Dr. Bill Emener said...

Hi Barb,
I first read your Comment an hour ago… I am still tingling. As I have said to you many times over the years as you were captaining your college volleyball team, completing your graduate degree, moving up from one elite professional position to another, literally traveling the world, doing consulting work, and giving invited lectures at professional conferences, etc. – “I’m so proud of, and happy for, you!” And knowing that all you have been doing and are still doing is in keeping with your dream… I couldn’t be more proud or happy. As I have said in numerous writings, your Grandma said to me many years ago when I was at a career crossroads, “Follow your dream.” (And that was long before it was a cliché.)
Please know that I also am delighted to hear that your “life balance is still a work in progress” – again, as I also have said on numerous occasions, “It’s the climb, not the summit. Happiness is not a station you arrive at – it’s a manner of traveling.”
With all best wishes to you as you successfully and happily continue your journey…

Anonymous said...

Dr. Bill
I am very I wasn't for about 10 years. I thought I wanted to teach high school Home Ec. Turns out I loved teaching Home Ec, but I didn't love teaching high school. That may not make sense, but kids aren't the same species as I had when I did my student teaching...or maybe I just wasn't the same person. I did it for eight years and finally my 2nd husband understood enough to support my change. Then I got licensed to sell insurance with the hopes of my own agency. Which I failed miserably at (it wasn't just me, but the lack of support from the company I signed with and the horrible prejudice against women the D.M. had, I realize that now.) And lost a good bit of money trying to get it off the ground. Then we moved and I found a job as an administrative assistant in a library. And I love it. Like every thing it isn't always a pefect day in the workplace, but 90% of the time it is great. Not only do I get to do what I found I love, which is keeping someone organized, and doing bookkeeping and everyday clerical work, but I get first dibs on books. Another love...all the books I virtually anytime. SO...long story short, it may not be what I got my degrees in but I am happy where I am in my career, and who knows I may go on someday to run the library!

Dr. Bill Emener said...

Hi Andie,
If I remember correctly, the correlation between what college graduates majored in and what they were doing (occupationally) ten years later is about a .60. Interesting! And let’s remember… the only constant in life is change. You’re enjoying what you’re doing now and that’s the important thing – good for you!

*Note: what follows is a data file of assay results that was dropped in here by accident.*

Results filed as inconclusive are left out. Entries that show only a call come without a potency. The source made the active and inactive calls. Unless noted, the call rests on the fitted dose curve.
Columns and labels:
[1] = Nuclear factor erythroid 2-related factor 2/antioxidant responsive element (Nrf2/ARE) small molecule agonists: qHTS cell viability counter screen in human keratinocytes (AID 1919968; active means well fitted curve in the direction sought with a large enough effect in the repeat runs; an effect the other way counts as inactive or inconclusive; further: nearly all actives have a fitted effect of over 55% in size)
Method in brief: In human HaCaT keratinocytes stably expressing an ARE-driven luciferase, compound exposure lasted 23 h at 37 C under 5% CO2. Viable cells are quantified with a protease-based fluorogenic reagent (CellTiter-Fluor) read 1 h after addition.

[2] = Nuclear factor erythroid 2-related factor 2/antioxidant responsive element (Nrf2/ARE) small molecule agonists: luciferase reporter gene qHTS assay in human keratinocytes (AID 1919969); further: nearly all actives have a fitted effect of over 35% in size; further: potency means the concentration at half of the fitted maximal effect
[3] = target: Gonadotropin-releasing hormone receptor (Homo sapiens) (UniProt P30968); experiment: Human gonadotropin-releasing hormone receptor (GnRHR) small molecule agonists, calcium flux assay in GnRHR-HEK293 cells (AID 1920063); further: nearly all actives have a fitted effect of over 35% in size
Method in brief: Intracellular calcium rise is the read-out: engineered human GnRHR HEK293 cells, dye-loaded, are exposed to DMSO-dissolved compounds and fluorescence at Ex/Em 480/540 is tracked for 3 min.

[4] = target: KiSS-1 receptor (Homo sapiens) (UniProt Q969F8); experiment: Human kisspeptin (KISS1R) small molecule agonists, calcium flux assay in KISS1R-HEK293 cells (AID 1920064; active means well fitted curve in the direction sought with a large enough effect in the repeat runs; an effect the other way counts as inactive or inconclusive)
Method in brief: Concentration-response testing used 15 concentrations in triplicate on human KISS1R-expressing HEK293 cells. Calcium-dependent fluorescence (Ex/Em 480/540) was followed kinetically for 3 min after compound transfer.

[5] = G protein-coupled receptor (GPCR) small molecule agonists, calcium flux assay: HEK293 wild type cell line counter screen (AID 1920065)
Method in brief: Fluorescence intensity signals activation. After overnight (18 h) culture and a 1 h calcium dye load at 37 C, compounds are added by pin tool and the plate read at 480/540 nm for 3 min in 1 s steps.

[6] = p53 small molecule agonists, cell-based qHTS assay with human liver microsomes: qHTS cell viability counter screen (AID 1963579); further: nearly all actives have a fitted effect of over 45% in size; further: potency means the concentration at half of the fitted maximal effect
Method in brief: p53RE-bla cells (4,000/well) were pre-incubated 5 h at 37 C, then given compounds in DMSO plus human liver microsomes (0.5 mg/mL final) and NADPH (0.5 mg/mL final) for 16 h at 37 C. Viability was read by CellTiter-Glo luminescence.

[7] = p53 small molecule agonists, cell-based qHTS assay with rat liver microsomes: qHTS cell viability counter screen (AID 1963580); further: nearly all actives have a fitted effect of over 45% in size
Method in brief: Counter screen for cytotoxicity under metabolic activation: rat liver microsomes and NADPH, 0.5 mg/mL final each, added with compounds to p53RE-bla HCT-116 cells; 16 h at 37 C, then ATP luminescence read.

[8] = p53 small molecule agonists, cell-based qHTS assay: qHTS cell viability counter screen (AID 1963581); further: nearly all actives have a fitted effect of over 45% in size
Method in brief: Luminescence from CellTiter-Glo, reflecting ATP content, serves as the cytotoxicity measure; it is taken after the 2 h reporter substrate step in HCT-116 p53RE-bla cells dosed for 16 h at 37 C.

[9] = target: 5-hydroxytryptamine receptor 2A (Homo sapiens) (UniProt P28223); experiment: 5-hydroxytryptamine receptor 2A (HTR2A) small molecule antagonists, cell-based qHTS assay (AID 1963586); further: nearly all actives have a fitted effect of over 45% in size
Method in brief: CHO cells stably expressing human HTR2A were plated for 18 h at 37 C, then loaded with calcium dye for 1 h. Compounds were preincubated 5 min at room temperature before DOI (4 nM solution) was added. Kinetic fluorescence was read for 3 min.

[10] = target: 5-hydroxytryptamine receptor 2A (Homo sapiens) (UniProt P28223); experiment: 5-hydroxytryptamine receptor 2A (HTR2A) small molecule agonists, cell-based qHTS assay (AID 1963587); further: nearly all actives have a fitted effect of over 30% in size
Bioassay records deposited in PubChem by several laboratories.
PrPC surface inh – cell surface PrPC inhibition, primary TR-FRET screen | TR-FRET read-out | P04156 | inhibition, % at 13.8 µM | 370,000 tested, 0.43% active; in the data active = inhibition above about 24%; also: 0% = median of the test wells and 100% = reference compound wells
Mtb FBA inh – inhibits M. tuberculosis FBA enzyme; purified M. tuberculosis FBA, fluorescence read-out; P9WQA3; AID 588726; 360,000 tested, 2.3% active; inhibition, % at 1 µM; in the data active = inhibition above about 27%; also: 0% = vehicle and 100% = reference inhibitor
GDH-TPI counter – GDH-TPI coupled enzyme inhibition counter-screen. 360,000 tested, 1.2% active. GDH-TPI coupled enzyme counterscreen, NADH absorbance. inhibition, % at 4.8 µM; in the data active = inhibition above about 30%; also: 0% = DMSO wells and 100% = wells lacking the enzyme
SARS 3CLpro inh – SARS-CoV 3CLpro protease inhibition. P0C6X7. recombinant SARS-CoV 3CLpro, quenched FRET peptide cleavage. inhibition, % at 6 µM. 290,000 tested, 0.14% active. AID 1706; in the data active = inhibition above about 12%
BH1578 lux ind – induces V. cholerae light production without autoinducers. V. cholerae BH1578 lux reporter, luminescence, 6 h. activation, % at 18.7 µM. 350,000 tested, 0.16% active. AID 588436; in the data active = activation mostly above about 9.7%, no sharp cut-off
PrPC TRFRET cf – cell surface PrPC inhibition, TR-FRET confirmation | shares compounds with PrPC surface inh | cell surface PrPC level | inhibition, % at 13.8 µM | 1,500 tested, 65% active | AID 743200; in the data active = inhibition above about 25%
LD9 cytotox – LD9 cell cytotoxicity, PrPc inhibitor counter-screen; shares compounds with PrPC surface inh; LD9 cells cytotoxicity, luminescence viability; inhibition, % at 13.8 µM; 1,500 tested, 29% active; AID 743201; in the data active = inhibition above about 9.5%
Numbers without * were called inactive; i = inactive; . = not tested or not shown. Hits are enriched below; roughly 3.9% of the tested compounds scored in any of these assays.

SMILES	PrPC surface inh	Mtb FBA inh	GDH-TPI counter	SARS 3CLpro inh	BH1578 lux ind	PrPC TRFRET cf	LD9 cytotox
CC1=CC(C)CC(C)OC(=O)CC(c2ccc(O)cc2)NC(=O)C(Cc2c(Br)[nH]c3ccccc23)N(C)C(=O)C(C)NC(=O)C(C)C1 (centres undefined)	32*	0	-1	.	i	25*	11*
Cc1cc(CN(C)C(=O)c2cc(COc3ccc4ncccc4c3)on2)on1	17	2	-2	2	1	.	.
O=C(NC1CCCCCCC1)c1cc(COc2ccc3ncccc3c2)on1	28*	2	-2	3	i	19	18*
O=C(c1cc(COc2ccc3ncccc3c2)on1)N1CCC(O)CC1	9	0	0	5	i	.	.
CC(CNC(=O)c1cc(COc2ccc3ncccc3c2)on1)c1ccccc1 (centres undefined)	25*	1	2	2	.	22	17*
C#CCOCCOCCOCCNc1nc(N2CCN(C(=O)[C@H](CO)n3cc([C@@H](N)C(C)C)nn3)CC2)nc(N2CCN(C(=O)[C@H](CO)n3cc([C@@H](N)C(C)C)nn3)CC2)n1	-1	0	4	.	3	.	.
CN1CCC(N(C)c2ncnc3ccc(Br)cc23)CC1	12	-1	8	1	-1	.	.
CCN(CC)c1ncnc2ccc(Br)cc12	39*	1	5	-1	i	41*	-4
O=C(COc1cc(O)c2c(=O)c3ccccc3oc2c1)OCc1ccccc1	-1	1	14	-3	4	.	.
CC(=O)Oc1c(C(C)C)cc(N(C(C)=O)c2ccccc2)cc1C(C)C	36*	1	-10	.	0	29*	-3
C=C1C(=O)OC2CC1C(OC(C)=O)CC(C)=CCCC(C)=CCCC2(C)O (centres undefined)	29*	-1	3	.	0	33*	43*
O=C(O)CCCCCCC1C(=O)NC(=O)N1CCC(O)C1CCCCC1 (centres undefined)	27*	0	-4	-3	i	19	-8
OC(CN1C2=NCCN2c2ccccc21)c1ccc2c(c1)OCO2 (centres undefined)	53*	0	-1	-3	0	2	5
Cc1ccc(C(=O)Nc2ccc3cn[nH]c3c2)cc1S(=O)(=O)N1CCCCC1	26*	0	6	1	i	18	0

When I double-majored in English and Education, I was planning to be a high school English teacher for only one reason: so I could coach basketball. When the couching job fell through (for political reasons), I moved on. And for the past 40 years I also have been writing – the English degree wound up helping me anyway. “Go with the flow” – there’s a lot of merit to that cliché. (Did your background in Home Ec help you learn how to prepare some delicious meals?)
Thanks for the visit and sharing!

Cole Reising said...

LOL - At first when I read this question I thought, well that leaves me out, meaning it takes on a new type of meaning when you're a stay at home parent. But in retrospect... does it really? My job is a choice no different than those who work outside of the home... Yes we could get into all the 'differences' but at its base level... its a career choice.

Hmmm, guess I do like it over all. :-)


Dr. Bill Emener said...

Hi Cole,
Thanks for the visit and sharing your experience. It’s always been my belief that we’re best at those things we want to do. I know many working-outside-the-house parents who are excellent parents (and possibly if they stayed home would not be as good of a parent). I believe it all boils down to what you want to be doing (and where you want to be).
Being a stay-at-home mom is work. But as my Dad said, “If you enjoy what you’re doing… you’ll never work a day in your life.”
Your next challenge will be when the children leave the nest…
Thanks again… and above all, enjoy the ride – it won’t last for ever.
P.S. I’ve been trying to stay up with your blog (-ing), and when I think I have something to contribute I will. (And I love your new Website!)